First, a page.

This is the last weekend of open enrollment for Texans wanting to sign up this year for health insurance through the federally-run marketplace.
For the estimated 3.1 million Texans who are eligible but fail to sign up, there looms a big tax bill come this time next year.
“The penalty will go up a lot in 2016,” said Stacey Pogue, senior health analyst for the Austin-based Center for Public Policy Priorities.
Under terms of the Affordable Care Act, the tax penalty for being uninsured in 2016 rises to $695 per person, or 2.5 percent of your income, she said. The average penalty is expected to be around $950.
“There needs to be a lot more education on the tax penalty,” she said. “The Kaiser Family Foundation did some polling and found that the number who knew about the tax penalty was still in the single digits.”
The penalty for being uninsured is only one of the tax issues related to the ACA this year.
Those with health insurance also need to pay attention to some changes. For most of us, the ACA will have little effect, said IRS Commissioner John Koskinen in a teleconference with reporters last week.
Like last year, meeting the tax obligation of the ACA, for the vast majority of taxpayers, will simply mean checking a box to verify that everyone listed on their return has health coverage, he said.
Although a new tax form — 1095-B or C — will be coming from our insurers or employers as proof of coverage, the commissioner said you do not have to wait for that form to file your taxes, nor do you have to send the form to the IRS with your return.
Also, if anyone on your tax return did not have coverage for the entire year, you can determine if you qualify for one of many coverage exemptions that are available, Koskinen said. An interactive tool at IRS.gov can help determine if you qualify.
Many who joined the marketplace last year, however, will likely have an unwelcome hit this tax season.
Based on last year’s filings, very few of those who signed up for insurance through the marketplace accurately portrayed their incomes to get subsidies or tax credits available to help cover the cost of premiums, according to a report by the IRS Commissioner to Congress.
Only 8 percent of some 3.5 million taxpayers got it right and did not need to make an adjustment at tax time, he said.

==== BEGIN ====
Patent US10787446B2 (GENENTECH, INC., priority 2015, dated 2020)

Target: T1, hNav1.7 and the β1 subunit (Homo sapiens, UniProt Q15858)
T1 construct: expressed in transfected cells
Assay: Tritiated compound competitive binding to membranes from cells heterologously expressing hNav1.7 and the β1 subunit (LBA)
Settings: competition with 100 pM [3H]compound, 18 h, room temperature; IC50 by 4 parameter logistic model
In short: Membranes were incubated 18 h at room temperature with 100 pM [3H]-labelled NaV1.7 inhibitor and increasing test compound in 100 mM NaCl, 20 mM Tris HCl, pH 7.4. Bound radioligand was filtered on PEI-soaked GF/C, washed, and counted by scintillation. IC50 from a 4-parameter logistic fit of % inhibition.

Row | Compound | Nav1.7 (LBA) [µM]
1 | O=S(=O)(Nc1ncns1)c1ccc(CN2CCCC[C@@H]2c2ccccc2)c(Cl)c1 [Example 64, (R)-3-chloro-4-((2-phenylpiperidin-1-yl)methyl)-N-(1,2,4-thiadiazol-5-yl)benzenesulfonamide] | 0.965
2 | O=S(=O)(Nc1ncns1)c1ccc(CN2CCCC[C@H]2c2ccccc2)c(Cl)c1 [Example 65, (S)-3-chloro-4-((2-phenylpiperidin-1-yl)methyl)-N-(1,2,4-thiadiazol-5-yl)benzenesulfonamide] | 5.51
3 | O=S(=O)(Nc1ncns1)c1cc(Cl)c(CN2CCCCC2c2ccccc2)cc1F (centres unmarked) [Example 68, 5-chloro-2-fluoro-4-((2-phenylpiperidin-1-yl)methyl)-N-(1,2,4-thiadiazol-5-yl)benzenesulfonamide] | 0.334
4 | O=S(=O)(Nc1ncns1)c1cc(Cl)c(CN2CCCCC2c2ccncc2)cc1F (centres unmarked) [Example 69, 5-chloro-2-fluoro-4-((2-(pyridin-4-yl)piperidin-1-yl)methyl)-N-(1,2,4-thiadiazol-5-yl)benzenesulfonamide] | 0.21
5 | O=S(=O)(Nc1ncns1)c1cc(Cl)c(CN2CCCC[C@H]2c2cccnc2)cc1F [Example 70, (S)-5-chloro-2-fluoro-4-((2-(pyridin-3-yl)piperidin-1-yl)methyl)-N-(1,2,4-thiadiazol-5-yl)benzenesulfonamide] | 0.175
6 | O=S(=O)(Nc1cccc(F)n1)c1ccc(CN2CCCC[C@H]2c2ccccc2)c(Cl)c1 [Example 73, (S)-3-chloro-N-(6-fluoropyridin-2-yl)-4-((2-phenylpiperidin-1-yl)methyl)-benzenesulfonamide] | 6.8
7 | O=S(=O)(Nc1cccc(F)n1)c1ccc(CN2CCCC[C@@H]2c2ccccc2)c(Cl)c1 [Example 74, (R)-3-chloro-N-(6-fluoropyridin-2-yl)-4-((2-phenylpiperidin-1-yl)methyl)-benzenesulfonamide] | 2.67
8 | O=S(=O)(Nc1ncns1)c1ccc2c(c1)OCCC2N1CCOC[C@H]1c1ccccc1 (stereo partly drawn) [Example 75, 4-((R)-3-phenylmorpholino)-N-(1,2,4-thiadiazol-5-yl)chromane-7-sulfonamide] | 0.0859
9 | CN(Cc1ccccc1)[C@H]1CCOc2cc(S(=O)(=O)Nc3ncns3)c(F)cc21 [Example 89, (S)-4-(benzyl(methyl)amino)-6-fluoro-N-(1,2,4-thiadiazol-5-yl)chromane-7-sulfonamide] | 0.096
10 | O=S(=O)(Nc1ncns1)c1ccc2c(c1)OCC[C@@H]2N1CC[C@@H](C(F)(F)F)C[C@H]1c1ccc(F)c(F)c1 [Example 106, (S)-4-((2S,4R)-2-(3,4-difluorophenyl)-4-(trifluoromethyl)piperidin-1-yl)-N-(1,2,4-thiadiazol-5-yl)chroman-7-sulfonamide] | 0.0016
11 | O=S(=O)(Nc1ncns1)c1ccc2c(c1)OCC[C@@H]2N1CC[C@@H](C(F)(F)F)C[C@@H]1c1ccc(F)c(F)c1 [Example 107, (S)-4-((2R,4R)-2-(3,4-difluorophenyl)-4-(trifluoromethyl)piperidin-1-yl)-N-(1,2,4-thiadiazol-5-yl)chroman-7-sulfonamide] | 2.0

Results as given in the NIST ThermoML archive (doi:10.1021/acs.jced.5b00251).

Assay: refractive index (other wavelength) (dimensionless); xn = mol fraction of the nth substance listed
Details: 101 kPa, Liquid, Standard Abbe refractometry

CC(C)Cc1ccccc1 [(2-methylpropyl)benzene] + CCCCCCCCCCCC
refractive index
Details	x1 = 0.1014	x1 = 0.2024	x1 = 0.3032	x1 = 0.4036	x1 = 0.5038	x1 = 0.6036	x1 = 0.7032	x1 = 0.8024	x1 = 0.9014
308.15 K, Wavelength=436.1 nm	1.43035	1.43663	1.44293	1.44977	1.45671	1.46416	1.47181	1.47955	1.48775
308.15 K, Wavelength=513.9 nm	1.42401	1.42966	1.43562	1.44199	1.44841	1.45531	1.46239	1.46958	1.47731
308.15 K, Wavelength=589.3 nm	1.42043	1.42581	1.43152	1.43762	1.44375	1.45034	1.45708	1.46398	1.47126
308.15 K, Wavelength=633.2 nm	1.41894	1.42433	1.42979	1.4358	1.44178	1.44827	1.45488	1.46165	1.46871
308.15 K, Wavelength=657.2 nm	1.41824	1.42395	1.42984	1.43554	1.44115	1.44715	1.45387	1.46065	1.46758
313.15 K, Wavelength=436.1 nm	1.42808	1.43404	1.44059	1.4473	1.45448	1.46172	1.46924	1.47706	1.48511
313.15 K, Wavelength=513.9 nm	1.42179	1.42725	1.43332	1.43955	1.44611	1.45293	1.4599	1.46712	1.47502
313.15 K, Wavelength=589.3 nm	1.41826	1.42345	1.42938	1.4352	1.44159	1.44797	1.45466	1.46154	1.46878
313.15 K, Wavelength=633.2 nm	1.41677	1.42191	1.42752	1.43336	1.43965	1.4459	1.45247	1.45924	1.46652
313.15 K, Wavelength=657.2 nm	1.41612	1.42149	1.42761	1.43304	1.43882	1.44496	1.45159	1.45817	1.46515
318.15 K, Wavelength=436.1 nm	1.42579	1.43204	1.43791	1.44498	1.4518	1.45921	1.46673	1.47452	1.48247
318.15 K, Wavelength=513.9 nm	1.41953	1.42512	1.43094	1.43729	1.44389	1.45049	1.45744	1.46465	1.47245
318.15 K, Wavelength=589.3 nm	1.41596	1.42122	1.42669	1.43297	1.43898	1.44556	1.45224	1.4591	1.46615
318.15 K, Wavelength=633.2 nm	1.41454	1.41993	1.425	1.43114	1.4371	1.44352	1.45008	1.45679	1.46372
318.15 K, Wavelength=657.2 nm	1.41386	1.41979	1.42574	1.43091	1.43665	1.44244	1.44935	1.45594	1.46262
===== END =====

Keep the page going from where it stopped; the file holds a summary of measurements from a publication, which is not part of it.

At the same time, half had to pay back some of the federal subsidy when they filed their taxes and reconciled their actual income level with what was reported at sign-up.
While six out of 10 of this group still received a tax refund, it was smaller because of the subsidy payback. The rest had to write a check to pay the difference. Overall, 75 percent owed less than $1,000 that had to be repaid.
On the other hand, 41 percent overestimated their income, and thus were owed more federal subsidy dollars when they filed. The average amount owed to those taxpayers was $640, Koskinen said.
Texas insurers and tax preparers alike are working to help consumers who signed up for so-called Obamacare insurance to understand the tax issues.
“There were a lot of disappointed people who got their refund reduced or had to pay money back last year,” said Walt Hatter, a CPA in Fort Worth.
Hatter suggested that some people shopped for lower premiums on the marketplace by underreporting their income.
“But there’s always a day of reconciliation,” he said. “Some didn’t have the money and had to pay it back on the installment plan.”
Most insurers, as well as the government’s Healthcare.gov website, have calculators to help figure the correct subsidy, but the process can be cumbersome, said Mario Schlosser, CEO of Oscar, a new insurer in the Texas marketplace that has signed up 37,000 in the open enrollment season so far.
“In our experience, those who could sign up are scared away by the complexity,” he said. “Healthcare.gov is not easy to navigate.”
Oscar insurance products are designed to be more transparent and simple in their cost structure, eliminating things like co-pays and co-insurance, Schlosser said. The insurer’s website, www.hioscar.com, also is easier to navigate than most insurers or the marketplace websites.
Blue Cross Blue Shield of Texas took the added step of partnering with the YWCA for a pilot project in south Dallas that offered tax training in Spanish for tax preparers to learn about the how the AHA reconciliation works.
“A lot of the population we serve, especially those bilingual and immigrants, have trouble navigating and managing tax information to see if they qualify for the subsidy,” said Gustavo Bujanda, a spokesman for the insurer.
Overall, marketplace consumers are becoming better buyers of insurance, said Dan McCoy, chief medical officer of BCBS of Texas.
“But there is a learning curve,” he said. “This is a very price-sensitive market. But when you choose a product, it’s important to look at the global benefits — your geography and doctors in the program — and complete the paperwork correctly.”
It’s also important to remember to update any income changes through the year, Pogue said.
“You can go on Healthcare.gov and update,” she said. “If you get a raise or lose your job, you can adjust your premium for the very next month.”
Teresa McUsic’s column appears Saturdays. TMcUsic@SavvyConsumer.net
JPS Health Network will have counselors available on Saturday to help people sign up for Affordable Care Act insurance. Sunday is the enrollment deadline. Assistance will be available — by appointment only — from 8 a.m. to 4 p.m. at two JPS Enrollment and Eligibility locations at 1325 S. Main St. in Fort Worth and 1030 Arkansas Lane in Arlington. To make an appointment, call 817-702-1001.